Here’s the thing. There are a lot of blind people in this story. The disciples are blind because they cling to their preconception that illness or misfortune is caused by sin. The neighbors are blind because they cannot see past how they first got to know this man as a man born blind. That’s what he will always be to them. The Pharisees are blind because they can’t see that someone other than Moses can be God’s messenger and because they cannot allow restorative work if it breaks the rules. The parents are blind because they can’t own up to their son in his new self if it means they get kicked out of the community, the church, the synagogue, whatever. The only ones in this story who aren’t blind are Jesus…and the man born blind! Who’s blind?
According to the church calendar the Sunday before Lent begins is Transfiguration Sunday. Jesus takes three of his disciples up on a mountain and suddenly there is a blinding light and Jesus is changed right in front of their eyes. I always maintain that it wasn’t just Jesus who was changed. Because of what they saw, the disciples were changed too. They had been blind, but now they could see. They would trudge down the mountain, back into the darkness of the world where all the hurting people were waiting for them. They would carry with them a changed image of who Jesus is, a source of light not even the crucifixion could extinguish. I think they had a sense of possibility they did not have before.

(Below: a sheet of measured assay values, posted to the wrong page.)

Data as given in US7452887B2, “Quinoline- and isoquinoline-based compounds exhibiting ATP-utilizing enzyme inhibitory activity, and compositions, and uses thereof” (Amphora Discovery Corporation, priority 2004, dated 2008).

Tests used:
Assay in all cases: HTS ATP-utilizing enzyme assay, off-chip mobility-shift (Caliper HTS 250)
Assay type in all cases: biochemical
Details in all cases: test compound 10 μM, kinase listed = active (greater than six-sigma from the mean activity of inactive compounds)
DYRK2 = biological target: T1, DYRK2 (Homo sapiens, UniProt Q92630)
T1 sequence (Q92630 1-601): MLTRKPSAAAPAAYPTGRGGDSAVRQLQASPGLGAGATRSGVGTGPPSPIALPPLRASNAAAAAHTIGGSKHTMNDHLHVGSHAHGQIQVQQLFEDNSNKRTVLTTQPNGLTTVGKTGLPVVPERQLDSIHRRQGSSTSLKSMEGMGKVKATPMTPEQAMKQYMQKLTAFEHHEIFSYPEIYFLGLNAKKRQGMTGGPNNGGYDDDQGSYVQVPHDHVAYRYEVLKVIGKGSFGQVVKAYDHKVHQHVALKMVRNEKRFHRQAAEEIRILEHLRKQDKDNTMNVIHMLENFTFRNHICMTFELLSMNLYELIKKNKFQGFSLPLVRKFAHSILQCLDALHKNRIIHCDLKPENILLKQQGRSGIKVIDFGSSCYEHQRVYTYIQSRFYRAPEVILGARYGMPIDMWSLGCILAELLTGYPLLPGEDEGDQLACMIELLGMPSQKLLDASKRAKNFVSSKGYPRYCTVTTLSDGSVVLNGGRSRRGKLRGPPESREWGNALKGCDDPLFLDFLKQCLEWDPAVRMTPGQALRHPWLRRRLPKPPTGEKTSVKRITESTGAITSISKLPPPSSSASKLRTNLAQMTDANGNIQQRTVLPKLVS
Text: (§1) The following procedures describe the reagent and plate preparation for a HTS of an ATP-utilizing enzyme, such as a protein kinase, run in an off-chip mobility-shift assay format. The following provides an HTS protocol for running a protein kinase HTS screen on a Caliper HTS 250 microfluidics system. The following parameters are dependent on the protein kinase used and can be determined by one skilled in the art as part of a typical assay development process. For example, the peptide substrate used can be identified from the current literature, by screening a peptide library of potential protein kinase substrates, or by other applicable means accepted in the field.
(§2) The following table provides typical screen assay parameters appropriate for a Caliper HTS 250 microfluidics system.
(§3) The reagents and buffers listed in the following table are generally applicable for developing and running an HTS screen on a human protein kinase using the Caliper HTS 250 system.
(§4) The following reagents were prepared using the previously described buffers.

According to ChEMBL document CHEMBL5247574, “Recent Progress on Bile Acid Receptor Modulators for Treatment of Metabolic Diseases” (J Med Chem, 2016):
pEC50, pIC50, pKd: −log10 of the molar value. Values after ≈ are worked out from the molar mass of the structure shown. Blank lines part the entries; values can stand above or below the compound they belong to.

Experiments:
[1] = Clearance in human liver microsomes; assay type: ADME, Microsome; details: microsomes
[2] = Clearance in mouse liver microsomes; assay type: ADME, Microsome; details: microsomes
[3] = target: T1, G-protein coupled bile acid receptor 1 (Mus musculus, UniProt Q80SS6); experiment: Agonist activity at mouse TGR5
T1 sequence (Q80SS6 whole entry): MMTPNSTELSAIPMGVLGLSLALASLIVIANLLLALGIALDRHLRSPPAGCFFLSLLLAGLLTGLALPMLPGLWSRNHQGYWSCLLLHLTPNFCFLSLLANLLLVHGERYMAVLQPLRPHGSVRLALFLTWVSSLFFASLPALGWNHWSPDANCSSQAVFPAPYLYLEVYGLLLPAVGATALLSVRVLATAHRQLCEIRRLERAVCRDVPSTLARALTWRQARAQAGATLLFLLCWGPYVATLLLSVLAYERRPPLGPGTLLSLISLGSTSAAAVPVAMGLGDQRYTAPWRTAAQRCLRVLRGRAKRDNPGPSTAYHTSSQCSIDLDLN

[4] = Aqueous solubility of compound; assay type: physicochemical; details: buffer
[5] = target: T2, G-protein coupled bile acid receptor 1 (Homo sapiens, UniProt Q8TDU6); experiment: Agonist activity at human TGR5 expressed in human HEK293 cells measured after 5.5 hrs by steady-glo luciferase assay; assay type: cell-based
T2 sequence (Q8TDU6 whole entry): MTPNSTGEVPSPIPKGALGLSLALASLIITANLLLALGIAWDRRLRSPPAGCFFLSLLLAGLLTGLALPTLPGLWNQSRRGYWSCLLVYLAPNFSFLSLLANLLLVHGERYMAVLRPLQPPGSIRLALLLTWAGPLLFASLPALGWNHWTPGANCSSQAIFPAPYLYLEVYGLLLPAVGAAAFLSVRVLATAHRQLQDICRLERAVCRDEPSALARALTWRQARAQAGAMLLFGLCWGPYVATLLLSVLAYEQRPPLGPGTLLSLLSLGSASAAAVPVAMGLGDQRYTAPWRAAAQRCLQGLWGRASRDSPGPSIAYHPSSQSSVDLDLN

Jesus comes along and he cracks us up. He points out Nicodemus’ flawed sense of security. He points out the Samaritan woman’s need for fulfillment. He showed the disciples how limited their view was. He reveals to us our sightlessness. We all have cracks, Jesus seems to say. We are all broken. That is how the light gets in!